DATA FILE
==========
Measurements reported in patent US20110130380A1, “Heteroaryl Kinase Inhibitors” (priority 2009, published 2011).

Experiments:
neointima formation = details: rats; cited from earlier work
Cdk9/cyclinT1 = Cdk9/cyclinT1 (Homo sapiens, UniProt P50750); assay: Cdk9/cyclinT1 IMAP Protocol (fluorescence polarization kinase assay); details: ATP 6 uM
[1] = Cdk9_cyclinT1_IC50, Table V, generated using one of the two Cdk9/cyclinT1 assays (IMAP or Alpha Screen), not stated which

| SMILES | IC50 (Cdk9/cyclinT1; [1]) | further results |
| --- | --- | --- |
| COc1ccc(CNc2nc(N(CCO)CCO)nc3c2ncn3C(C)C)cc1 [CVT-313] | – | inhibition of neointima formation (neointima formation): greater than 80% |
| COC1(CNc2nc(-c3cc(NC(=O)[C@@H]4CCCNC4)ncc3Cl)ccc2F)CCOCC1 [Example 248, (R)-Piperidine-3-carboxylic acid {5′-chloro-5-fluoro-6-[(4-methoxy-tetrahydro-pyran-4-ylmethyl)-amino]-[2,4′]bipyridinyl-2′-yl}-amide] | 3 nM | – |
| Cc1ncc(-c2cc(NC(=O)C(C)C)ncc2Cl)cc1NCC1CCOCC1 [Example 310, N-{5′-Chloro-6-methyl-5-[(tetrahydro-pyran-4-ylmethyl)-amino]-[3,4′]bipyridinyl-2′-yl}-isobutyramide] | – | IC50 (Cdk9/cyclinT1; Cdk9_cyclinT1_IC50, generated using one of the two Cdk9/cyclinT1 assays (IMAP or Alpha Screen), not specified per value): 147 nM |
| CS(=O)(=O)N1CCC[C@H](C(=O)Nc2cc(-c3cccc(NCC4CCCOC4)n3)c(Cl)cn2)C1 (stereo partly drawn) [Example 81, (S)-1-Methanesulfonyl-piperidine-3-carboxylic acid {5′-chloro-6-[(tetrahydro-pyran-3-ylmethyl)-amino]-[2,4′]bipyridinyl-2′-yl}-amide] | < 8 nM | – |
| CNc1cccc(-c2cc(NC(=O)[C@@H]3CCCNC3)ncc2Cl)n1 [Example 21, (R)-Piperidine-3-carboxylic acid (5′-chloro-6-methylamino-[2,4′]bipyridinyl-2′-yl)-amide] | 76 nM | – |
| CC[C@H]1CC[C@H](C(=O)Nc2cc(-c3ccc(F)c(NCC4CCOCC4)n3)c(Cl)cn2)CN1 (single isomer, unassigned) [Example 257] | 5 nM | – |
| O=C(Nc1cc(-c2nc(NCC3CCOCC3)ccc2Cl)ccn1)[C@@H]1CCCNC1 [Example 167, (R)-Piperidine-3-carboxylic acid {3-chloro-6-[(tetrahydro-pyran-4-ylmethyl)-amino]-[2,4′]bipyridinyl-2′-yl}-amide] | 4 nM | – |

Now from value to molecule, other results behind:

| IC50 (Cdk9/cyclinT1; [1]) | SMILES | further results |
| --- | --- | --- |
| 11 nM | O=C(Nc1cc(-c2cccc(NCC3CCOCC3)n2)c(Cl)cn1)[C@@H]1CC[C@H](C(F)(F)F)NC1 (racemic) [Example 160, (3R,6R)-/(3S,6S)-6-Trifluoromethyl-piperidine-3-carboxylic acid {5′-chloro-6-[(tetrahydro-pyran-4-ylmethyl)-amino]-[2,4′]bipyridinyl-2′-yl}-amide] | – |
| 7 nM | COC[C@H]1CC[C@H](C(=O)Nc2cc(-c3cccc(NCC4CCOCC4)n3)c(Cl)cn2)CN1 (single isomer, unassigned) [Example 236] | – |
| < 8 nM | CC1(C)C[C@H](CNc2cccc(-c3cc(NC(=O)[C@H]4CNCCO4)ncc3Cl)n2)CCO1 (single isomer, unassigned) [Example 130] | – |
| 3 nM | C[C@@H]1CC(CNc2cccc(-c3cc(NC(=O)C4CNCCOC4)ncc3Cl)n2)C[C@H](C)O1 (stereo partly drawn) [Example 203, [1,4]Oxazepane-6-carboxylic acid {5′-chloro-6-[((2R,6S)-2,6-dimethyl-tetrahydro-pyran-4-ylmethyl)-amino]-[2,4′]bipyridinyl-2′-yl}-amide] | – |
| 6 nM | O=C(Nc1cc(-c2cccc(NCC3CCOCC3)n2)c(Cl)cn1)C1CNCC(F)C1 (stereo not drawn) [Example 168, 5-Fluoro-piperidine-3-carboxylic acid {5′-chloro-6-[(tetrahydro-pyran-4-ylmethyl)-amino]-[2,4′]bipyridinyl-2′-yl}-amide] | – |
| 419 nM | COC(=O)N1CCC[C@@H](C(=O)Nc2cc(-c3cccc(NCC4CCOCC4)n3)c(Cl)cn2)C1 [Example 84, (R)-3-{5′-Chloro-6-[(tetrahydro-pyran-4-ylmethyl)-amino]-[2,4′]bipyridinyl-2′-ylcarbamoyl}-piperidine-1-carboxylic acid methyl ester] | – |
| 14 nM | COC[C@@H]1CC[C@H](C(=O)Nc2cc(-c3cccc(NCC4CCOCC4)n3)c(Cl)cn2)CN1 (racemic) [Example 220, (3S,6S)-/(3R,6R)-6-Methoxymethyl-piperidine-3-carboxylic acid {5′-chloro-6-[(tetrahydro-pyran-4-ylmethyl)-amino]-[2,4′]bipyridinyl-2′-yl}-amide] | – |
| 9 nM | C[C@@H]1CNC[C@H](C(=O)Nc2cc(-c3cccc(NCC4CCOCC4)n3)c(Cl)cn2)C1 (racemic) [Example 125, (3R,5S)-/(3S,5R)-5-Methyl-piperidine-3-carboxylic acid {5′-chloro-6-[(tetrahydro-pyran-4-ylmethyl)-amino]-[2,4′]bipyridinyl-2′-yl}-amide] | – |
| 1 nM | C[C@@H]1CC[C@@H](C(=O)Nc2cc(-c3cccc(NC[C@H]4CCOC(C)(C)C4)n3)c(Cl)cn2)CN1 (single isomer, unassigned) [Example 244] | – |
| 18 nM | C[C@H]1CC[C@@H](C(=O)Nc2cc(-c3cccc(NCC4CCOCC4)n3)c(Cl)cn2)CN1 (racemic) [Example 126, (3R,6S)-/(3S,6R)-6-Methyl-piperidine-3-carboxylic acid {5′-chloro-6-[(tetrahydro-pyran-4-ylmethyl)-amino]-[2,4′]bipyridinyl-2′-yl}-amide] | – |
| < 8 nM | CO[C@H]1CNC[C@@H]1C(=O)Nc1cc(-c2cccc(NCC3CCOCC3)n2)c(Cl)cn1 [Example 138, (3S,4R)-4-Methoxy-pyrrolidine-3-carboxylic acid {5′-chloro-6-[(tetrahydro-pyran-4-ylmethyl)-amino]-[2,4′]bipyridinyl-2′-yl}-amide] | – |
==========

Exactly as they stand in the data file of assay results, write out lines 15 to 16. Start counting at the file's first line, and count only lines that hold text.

Now from value to molecule, other results behind:

| IC50 (Cdk9/cyclinT1; [1]) | SMILES | further results |